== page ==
If sex has just become boring, spice it up and make a production out of it. Once a week go out to dinner, go dancing, go to a comedy club, with the clearly stated intention of being seductively romantic and then coming home with plenty of time to make love. At other times when you are just at home, get showered and dressed in sexy outfits before going to bed–and spend some time smooching before intercourse. Try having sex in different places or at different times, perhaps in the morning or right after exercising. Give each other a bath and/or full body massages. Read together a book about sexual techniques, then talk, as needed, about how your sexual enjoyment can be increased. Look at each other during sex play and tell your partner how wonderful it feels and looks as you are making love and climaxing. Talk, talk, talk, until someone says “let’s not talk so much” and kisses you. Learn to enjoy this fantastic “gift” of life.

Obviously, some of the time, a personal-interpersonal problem will have to be solved before the sexual juices can flow naturally. If there is friction between two people, usually the sex drive immediately drops but it will automatically reappear as soon as the conflicts are resolved. Talk to each other about minor irritations as well as major problems. It has been shown that relationship therapy can improve a couple’s sex life and sex therapy can improve their relationship. See the discussion above for improving the marriage.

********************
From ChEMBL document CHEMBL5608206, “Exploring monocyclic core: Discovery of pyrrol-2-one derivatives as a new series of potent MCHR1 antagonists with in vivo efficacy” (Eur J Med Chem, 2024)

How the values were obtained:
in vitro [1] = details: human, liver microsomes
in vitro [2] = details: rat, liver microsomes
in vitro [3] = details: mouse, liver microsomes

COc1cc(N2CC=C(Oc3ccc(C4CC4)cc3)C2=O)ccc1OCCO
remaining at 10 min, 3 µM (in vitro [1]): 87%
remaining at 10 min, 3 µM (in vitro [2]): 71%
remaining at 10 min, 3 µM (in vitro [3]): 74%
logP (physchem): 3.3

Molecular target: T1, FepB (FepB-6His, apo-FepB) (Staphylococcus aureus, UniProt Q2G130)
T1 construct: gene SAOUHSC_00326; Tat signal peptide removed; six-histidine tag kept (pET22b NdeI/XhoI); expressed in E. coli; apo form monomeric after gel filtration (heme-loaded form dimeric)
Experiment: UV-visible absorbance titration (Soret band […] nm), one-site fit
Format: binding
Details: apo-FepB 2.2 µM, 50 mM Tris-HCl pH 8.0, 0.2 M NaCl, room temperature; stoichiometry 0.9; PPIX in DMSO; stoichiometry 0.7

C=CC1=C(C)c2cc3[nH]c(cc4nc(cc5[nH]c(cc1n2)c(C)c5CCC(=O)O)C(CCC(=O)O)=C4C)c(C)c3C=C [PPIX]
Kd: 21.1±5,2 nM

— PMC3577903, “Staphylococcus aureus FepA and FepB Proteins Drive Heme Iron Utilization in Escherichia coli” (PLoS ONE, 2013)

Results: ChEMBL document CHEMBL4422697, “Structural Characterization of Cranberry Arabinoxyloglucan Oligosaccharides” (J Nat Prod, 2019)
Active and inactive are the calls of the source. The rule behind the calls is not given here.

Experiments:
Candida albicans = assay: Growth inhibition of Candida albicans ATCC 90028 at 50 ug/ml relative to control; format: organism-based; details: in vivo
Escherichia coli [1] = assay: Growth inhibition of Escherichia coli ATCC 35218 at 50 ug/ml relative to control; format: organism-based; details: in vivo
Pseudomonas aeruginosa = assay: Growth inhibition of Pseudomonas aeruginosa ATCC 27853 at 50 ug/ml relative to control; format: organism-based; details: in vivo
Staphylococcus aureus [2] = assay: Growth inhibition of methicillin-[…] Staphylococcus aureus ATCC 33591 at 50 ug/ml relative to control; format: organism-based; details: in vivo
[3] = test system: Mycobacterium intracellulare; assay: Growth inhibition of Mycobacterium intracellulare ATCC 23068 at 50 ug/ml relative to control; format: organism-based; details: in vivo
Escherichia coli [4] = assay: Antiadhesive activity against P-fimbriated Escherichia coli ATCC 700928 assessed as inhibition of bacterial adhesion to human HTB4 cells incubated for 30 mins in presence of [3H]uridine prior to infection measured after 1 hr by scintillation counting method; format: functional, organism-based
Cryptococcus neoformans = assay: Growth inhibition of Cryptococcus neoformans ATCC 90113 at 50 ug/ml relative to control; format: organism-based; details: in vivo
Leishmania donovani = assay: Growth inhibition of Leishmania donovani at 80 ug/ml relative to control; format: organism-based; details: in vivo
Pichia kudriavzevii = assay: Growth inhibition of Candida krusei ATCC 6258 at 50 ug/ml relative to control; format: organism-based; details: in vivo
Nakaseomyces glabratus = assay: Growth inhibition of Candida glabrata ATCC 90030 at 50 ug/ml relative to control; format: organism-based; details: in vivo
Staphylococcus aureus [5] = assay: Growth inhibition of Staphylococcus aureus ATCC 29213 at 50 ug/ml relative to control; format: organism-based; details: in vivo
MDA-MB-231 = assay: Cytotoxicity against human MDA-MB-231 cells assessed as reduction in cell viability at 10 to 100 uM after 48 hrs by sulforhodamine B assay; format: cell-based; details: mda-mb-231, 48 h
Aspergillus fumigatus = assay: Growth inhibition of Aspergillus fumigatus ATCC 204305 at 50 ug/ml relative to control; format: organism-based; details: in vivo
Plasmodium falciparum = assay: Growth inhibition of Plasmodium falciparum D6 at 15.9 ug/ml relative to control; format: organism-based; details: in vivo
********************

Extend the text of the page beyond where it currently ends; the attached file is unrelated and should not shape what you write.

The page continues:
When a couple are miffed at each other, males and females often have differing notions about how to get emotionally back together (Bergner & Bergner, 1990). 35% of males think making love is the best way to make up (65% of women strongly disagree). This disagreement reflects, in part, how the sexes view intercourse. Males see sex as a way to establish a positive love relationship, e.g. early in a courtship the male will say, “don’t just tell me you love me, show me by having sex!” Sex proves to him that she likes him. A female knows sex doesn’t prove he loves her, so she wants to be chosen, valued, wooed, and loved first, usually by talking, touching, and doing things together, before having sex which to her only confirms an already established love. Otherwise, she may feel sexually “used” (“he’s only interested in sex”). So, after being miffed, the wife may reject her husband’s sexual advances (his way of making up), resulting in his seeing her as asexual, cold, and sexually manipulative (“you have to be nice to me first”). They are at an impasse unless they see what is going on and both give in, namely, he should verbally and in non-sexual ways express his affection and willingness to “straighten things out.” She should try to understand and accept his interest in sex as a sign that he wants to re-establish a warm, loving relationship.